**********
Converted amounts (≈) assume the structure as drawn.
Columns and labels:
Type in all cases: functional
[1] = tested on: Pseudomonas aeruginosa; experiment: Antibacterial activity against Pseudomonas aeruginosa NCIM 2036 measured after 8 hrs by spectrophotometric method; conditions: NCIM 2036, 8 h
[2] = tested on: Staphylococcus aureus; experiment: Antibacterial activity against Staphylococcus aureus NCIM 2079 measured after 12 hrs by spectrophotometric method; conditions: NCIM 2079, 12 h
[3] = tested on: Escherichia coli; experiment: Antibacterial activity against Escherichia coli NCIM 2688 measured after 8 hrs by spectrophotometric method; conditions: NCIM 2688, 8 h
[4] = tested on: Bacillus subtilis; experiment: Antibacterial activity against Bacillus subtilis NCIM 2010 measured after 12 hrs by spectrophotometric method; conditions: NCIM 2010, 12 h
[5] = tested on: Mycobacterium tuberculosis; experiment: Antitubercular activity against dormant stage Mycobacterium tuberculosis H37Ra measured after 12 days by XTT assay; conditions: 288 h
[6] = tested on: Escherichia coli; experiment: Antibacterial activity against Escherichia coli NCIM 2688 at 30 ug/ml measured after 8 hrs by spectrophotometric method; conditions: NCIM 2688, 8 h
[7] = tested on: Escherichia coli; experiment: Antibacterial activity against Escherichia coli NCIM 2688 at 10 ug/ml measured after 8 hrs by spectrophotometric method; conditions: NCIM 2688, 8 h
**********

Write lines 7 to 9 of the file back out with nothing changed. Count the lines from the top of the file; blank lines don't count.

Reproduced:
[4] = tested on: Bacillus subtilis; experiment: Antibacterial activity against Bacillus subtilis NCIM 2010 measured after 12 hrs by spectrophotometric method; conditions: NCIM 2010, 12 h
[5] = tested on: Mycobacterium tuberculosis; experiment: Antitubercular activity against dormant stage Mycobacterium tuberculosis H37Ra measured after 12 days by XTT assay; conditions: 288 h
[6] = tested on: Escherichia coli; experiment: Antibacterial activity against Escherichia coli NCIM 2688 at 30 ug/ml measured after 8 hrs by spectrophotometric method; conditions: NCIM 2688, 8 h